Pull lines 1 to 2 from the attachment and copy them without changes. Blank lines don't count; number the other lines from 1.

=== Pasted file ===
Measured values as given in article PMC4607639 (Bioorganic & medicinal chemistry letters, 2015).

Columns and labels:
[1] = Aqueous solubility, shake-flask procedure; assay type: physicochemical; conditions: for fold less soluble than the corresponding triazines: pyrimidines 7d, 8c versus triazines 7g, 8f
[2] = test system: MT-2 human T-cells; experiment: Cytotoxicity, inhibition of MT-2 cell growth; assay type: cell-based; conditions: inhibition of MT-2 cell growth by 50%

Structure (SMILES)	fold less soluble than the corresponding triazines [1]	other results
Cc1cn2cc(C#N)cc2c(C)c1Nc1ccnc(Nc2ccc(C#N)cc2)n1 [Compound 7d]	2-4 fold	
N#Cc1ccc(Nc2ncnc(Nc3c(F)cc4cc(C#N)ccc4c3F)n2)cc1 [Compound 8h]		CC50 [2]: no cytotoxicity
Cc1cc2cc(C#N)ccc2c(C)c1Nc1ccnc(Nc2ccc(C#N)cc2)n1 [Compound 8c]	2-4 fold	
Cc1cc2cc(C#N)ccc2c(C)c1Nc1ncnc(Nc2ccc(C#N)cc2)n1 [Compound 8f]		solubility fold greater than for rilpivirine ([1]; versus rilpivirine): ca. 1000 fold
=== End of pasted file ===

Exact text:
Measured values as given in article PMC4607639 (Bioorganic & medicinal chemistry letters, 2015).

Columns and labels: